KEY climate change measures are tracking near or beyond worse-case scenarios predicted just two years ago, according to a science update drawing on more than 200 recently published studies.
Co-authored by 26 climate scientists, The Copenhagen Diagnosis reports that melting of summer Arctic sea ice, loss of the Greenland and Antarctic ice sheets, and projections of the rise in sea levels have accelerated dramatically since 2007.
It finds the statistical global warming trend has continued over the past decade, contradicting assessments by some scientists - including Copenhagen Climate Council chairman Tim Flannery - that there has been a recent cooling.
The review cites NASA data that shows a trend of a 0.19-degree increase over the past decade despite short-term fluctuations due to El Nino, solar variability and volcanic eruptions.
Matthew England, co-director of the University of NSW Climate Change Research Centre, said the world's three leading climate data series showed claims of temperatures cooling were ''patently untrue''.
''These are the data sets even the sceptics go to, and they show that the last 10 years has been one of warming even if you start in [the particularly hot] 1998,'' Professor England said.
''Since 2001, every year has been among the top-10 warmest on record. I don't think that is cooling.''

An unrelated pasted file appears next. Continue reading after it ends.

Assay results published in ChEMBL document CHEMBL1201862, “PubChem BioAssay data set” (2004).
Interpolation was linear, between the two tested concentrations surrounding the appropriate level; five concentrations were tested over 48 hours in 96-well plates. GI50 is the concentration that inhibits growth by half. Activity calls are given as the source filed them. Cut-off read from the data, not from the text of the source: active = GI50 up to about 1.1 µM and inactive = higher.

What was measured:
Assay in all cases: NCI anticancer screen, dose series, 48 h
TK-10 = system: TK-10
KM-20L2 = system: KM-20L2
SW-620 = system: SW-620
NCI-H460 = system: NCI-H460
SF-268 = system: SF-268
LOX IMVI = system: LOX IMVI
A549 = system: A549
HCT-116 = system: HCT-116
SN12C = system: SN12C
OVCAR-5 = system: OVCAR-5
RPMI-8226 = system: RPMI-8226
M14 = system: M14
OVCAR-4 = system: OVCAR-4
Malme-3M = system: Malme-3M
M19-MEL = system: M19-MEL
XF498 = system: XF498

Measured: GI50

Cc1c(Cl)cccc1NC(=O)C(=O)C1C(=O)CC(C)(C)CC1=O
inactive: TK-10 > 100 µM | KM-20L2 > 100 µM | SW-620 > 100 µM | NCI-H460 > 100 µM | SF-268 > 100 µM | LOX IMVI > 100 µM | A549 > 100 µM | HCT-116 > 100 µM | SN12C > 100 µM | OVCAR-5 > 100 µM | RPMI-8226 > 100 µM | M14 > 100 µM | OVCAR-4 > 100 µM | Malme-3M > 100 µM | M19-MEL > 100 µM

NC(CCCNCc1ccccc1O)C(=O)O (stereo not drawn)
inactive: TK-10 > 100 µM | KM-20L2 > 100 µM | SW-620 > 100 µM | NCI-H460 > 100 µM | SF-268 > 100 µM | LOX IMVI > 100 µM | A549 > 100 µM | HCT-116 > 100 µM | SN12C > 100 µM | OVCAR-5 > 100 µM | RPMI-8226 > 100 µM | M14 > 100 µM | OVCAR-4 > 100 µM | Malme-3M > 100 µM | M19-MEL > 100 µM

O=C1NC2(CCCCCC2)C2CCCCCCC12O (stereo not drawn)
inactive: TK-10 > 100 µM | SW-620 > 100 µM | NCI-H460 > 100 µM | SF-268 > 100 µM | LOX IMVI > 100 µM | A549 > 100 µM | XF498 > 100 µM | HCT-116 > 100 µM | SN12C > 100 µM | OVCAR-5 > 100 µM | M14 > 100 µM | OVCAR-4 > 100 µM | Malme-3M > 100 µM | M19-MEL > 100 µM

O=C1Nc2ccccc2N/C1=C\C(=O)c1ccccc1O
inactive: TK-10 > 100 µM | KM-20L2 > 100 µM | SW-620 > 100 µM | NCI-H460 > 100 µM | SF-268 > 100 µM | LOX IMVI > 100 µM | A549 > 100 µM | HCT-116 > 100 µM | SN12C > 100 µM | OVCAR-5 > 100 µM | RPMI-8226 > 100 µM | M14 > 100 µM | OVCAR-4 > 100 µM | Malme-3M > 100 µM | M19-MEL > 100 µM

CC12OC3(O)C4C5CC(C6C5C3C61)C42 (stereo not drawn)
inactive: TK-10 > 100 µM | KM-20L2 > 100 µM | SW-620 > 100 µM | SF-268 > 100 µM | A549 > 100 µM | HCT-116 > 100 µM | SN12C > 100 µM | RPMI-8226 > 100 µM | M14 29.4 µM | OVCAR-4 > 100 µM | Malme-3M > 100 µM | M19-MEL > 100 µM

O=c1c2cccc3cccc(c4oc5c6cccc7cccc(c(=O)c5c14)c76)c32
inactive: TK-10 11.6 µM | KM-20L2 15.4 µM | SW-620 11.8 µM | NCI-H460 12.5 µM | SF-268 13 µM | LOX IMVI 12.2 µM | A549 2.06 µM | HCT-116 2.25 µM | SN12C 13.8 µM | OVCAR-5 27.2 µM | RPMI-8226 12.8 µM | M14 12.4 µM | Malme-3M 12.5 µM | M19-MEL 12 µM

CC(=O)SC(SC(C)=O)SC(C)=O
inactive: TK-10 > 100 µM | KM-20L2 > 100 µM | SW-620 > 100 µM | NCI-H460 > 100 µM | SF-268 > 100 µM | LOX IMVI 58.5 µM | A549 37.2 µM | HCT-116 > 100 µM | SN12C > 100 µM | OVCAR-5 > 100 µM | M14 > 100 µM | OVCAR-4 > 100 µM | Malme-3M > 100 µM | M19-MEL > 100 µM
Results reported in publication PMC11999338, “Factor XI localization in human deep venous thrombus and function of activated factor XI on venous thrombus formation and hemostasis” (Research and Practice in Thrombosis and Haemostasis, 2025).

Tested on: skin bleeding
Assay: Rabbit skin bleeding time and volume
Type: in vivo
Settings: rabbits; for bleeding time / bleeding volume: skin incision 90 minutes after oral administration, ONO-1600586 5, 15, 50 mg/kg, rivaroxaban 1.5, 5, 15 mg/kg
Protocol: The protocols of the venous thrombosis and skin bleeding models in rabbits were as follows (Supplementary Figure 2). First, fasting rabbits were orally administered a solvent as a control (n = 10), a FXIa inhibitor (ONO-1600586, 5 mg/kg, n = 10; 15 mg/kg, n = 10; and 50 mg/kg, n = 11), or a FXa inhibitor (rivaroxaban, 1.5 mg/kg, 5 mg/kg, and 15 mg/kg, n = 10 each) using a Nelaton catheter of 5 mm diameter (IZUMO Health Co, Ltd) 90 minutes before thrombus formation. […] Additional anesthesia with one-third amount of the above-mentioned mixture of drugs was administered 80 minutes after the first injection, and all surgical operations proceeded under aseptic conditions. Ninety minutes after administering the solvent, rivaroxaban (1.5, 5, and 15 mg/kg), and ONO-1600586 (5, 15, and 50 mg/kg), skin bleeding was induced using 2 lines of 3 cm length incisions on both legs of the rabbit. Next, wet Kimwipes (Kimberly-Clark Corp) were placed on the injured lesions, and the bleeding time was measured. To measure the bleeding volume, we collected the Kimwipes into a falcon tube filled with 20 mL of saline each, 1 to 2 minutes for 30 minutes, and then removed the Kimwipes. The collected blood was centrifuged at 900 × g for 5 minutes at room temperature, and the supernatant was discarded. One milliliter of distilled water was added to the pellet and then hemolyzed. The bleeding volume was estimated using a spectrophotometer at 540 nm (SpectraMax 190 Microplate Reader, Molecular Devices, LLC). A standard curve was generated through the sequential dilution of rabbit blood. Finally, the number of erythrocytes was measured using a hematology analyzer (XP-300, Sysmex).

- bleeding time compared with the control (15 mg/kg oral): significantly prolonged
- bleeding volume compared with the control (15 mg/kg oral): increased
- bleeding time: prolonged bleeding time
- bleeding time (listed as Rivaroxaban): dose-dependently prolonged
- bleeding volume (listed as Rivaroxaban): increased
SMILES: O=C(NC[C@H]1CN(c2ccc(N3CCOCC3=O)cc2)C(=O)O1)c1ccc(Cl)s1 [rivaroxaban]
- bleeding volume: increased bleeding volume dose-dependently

The diagnosis is billed as a supplement to the 2007 report by the UN's Intergovernmental Panel on Climate Change and aimed at influencing debate at next month's Copenhagen climate summit. Most of the scientists behind it are intergovernmental panel authors.
Its major findings include:
■ Greenhouse gas emissions from fossil fuel burning and cement production were nearly 40 per cent higher in 2008 than in 1990.
■ Global air temperature, humidity and rainfall patterns cannot be explained without factoring in greenhouse gas emissions.
■ Satellite and ice measurements show the Greenland and Antarctic ice sheets are increasingly losing mass. Each adds up to 0.7 millimetres a year to sea level rise.
■ The recent rate of summer Arctic sea-ice melting is unprecedented in at least 2000 years and about 40 per cent greater than average IPCC predictions.
■ Sea-level rise by 2100 is likely to be much greater than the 18-59 centimetres predicted by the UN panel. Failure to cut emissions could lead to a rise of more than a metre. The worse-case scenario is roughly two metres (though unlikely).
■ Localised tipping points, where changes happen abruptly, are possible this century at some sites. But despite talk of ''runaway climate change'', there is no strong evidence that the entire planet is near that threshold.
The report estimates global temperatures could rise by seven degrees by 2100. Emissions would need to peak in the next five to 10 years to limit warming to two degrees.
It comes at a charged time in the climate debate. Emails stolen from a leading climate research centre have prompted claims its scientists tried to massage unfavourable data and destroy scientific material sought under Freedom of Information. Professor England said the scandal was a diversion:
''A few loose email comments by a couple of researchers does not bring down the central science of climate change.''